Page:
Jessica Hammer

An Open Letter To Today’s 14-Year-Old Girls, From 19-Year-Old Me

I hope you write in a diary instead of all over the internet, because when you dig that baby up a few years later, you’ll have some noteworthy moments to look back on.

By Jessica Hammer, 19

Jessica Hammer

Wow, times sure have changed. That’s me in the pictures above. I was a 14-year-old high school freshman just five years ago. Skinny, awkward, innocent and desperate for social acceptance just about sums up who I was. I had no idea where I was going, but it seemed like the overwhelming roller coaster we call “growing up” started off on a rough path. Of course, I’m only 19 now so I definitely still have a lot to learn. However, over the short amount of time since I was 14 years-old, the standards have evolved dramatically among young girls and it has bothered me enough that I need to address it.

Of course, every generation goes through a state of change that the previous generation may disapprove of. (Has your grandma ever told you that your brand new outfit is ridiculous? So has mine. (P.S. Hey Grams, if you’re reading this, you’re still the bomb).

Since 2010, I’ve learned a thing or two about being a teenage girl. Now, as a young adult reflecting on the new generation of young people, I’m going to take everything I’ve experienced on my own journey and be 100% real with you. Yes, this will be a long message, I might offend you and it’s OK if you may not even relate to this at all. This will be directed mainly toward young girls, but as always, feel free to adjust this message to apply to your own life if you’d like.

Boy or girl, young or old, LGBTQ or straight, or whatever your personal circumstance may be, this message of strength, courage and promotion of individuality comes straight from the heart toward anyone who needs a little bit of tough love:

Dear beautiful girl,

When I was your age, I cut my own bangs and chose the colors of the rubber bands on my braces. I called up my best friends on my flip phone and our moms had to confirm our plans. I spent way too much time on my Nintendo DS playing with my NintenDogs (may they forever rest in peace) that sometimes I forgot to do my math homework before I went to bed at 8:30 p.m.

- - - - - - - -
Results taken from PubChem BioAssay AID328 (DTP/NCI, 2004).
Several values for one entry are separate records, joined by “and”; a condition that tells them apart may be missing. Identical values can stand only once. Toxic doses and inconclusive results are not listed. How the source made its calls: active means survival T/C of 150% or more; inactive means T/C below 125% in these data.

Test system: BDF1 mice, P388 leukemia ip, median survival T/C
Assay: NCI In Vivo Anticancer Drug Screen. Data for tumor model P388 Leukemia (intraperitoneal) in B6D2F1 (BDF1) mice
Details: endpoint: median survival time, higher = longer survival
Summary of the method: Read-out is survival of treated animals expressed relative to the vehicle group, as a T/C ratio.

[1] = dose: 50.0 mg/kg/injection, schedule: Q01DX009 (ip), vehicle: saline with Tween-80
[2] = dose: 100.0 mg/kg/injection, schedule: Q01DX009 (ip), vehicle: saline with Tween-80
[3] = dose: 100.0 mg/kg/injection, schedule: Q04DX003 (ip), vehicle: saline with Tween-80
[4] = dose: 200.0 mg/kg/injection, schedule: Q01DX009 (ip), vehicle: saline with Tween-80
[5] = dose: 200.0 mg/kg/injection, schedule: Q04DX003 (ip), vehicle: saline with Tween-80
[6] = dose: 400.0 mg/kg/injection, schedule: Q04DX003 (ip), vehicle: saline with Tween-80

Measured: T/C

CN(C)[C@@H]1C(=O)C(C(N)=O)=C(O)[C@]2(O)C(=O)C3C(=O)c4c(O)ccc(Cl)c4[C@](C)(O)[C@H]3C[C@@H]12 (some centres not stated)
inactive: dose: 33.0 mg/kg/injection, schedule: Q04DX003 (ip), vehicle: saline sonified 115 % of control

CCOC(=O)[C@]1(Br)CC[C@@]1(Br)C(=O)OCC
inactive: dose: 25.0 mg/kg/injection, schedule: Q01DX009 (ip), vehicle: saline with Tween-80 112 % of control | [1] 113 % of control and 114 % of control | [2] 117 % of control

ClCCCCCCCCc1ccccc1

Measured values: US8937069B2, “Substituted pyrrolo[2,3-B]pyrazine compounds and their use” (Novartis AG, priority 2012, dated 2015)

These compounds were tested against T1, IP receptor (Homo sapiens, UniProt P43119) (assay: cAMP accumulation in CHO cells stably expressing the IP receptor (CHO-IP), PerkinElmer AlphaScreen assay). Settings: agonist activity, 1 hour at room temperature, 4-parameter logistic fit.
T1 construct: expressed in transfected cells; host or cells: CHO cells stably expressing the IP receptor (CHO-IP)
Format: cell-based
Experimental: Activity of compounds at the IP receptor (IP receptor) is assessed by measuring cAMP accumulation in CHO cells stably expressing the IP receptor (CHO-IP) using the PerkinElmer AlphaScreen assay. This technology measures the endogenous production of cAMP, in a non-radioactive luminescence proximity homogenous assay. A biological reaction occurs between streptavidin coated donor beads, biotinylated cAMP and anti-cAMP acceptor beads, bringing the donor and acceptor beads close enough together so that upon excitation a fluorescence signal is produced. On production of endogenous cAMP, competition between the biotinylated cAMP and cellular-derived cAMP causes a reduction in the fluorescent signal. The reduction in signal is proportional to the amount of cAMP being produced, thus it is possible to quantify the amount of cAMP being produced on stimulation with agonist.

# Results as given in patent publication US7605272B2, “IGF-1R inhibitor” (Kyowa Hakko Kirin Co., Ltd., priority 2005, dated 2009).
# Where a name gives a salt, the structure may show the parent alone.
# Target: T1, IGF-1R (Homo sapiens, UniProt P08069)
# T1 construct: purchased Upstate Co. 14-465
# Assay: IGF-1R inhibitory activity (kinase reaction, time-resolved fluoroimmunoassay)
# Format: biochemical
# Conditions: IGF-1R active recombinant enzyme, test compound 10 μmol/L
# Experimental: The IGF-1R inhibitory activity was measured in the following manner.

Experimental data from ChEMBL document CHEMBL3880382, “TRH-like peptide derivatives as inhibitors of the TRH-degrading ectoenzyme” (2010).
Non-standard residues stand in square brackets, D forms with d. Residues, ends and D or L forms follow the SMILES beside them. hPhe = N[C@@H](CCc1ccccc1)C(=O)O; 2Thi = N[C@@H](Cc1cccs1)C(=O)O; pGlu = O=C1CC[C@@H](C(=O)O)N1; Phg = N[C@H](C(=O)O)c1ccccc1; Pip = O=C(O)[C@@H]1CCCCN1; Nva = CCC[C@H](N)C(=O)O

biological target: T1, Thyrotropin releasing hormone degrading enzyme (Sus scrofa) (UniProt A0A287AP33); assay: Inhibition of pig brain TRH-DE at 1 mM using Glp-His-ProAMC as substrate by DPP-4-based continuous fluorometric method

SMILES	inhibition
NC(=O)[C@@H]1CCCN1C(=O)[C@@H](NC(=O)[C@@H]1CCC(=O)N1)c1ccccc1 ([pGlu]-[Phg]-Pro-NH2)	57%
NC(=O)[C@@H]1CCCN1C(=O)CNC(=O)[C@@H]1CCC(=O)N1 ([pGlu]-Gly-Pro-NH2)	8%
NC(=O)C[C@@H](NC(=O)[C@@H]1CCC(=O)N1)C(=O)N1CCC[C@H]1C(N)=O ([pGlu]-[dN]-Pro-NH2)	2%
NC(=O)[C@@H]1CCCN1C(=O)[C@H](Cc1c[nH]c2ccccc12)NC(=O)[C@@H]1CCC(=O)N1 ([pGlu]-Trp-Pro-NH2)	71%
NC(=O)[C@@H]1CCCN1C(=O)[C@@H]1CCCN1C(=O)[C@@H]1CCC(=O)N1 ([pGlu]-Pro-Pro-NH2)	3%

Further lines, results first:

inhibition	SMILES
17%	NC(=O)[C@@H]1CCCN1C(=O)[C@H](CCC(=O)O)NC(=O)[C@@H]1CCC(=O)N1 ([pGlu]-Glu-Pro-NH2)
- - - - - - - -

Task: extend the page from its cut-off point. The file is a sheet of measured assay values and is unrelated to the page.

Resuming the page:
When I was your age, I just entered the world of high school and struggled to find confidence. I shopped in the graphic tee sections of Aeropostale and Hollister and got so excited when I was finally big enough to fit into my very own pair of American Eagle jeans. When I was your age, I thought I knew everything there was to know about fashion and makeup from what Miley Cyrus was sporting on the cover of Seventeen. My mom taught me how to apply eyeliner and I bought my makeup from the dollar store. (I still do, actually -- a broke college girl does what she’s gotta do.)

When I was your age, there was no Snapchat or Vine or “Don’t Judge Me Challenge.” When I was your age, I had never been to my boyfriend’s house because the only time we saw each other was during the school day. When I was your age, I was lost and vulnerable and I had a lot to learn about life. To you, beautiful girl, this may seem like the lifestyle of a child now. Little do you know, this was the normal life of ME, a 14 year-old just five years ago.

Times have changed (as they should!) but there are a few things to keep in mind as you enter this new stage in your life, as you grow from a beautiful girl to a beautiful young woman.

To you, young girls of this new generation:

I hope you don’t spend an hour doing your hair and makeup in the morning, because there is so much beauty to be seen without it.

I hope you forgive your best friend, because she’s going to be the one hugging you goodbye when you both leave for college.

I hope you don’t post about your lame boyfriend on Facebook, because you’ll look back and cringe in a few years, I guarantee it. He doesn’t count as a real boyfriend until you’re at least 16 anyway.

I hope you write in a diary instead of all over the internet, because when you dig that baby up a few years later, you’ll have some noteworthy moments to look back on.

I hope you don’t look to the influence of society for guidance.

I hope you turn down the invitation to the drinking party this weekend that everyone is talking about, because I promise it really won’t be as exciting as the seniors say it will be.